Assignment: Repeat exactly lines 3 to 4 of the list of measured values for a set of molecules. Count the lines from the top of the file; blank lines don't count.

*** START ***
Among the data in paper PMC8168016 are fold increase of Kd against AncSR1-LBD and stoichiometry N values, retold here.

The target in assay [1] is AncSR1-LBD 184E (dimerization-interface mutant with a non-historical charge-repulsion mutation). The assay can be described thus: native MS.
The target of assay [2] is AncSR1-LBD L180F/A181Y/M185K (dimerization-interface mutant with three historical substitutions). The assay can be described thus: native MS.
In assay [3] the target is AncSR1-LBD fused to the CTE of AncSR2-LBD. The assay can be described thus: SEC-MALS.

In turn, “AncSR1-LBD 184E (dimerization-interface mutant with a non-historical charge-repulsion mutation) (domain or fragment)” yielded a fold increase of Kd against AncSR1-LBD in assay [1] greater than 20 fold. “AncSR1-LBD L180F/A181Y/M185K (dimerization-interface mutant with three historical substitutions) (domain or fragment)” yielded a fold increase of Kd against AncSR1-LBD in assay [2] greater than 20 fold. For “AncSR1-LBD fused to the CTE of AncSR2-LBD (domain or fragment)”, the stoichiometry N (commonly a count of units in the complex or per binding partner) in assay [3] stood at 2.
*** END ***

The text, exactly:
The target of assay [2] is AncSR1-LBD L180F/A181Y/M185K (dimerization-interface mutant with three historical substitutions). The assay can be described thus: native MS.
In assay [3] the target is AncSR1-LBD fused to the CTE of AncSR2-LBD. The assay can be described thus: SEC-MALS.